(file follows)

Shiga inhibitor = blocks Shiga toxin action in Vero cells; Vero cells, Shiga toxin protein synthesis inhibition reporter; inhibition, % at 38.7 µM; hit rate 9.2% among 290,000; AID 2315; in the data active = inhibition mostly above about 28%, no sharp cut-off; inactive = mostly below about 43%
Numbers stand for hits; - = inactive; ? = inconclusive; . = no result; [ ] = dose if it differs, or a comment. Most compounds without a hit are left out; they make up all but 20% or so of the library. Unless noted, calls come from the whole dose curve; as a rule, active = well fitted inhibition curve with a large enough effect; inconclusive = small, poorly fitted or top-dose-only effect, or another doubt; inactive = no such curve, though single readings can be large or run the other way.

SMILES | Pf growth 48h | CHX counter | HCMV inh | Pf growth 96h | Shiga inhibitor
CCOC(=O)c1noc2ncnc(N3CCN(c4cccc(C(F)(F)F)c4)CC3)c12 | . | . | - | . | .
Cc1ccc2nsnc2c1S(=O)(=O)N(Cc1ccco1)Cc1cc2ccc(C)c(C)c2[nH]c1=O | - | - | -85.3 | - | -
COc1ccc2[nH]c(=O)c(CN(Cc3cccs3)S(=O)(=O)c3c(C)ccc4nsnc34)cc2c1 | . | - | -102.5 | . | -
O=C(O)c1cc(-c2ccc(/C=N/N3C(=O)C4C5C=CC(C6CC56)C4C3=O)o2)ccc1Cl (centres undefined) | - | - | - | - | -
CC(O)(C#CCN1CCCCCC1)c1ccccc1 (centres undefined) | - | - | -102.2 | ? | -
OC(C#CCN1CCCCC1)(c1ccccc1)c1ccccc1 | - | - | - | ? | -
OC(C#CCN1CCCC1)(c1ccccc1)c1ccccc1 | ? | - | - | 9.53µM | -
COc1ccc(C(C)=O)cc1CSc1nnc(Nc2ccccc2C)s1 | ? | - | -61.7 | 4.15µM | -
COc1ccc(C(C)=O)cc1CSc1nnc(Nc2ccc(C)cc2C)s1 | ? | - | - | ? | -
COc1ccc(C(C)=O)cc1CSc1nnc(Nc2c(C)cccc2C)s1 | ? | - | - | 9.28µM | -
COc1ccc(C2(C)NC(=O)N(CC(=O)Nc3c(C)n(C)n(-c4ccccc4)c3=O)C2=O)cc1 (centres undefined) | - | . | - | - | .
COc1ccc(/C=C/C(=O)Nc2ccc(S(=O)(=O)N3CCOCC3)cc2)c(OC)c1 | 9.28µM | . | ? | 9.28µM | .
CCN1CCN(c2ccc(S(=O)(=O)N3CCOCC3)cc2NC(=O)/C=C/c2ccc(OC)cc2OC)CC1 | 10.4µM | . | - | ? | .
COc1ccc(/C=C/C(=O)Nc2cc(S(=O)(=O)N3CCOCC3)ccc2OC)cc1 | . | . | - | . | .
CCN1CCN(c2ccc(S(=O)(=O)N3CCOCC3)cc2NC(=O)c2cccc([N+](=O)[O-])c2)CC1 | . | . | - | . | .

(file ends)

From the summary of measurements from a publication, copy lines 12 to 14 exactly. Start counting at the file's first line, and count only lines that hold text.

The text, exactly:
COc1ccc(C(C)=O)cc1CSc1nnc(Nc2ccc(C)cc2C)s1 | ? | - | - | ? | -
COc1ccc(C(C)=O)cc1CSc1nnc(Nc2c(C)cccc2C)s1 | ? | - | - | 9.28µM | -
COc1ccc(C2(C)NC(=O)N(CC(=O)Nc3c(C)n(C)n(-c4ccccc4)c3=O)C2=O)cc1 (centres undefined) | - | . | - | - | .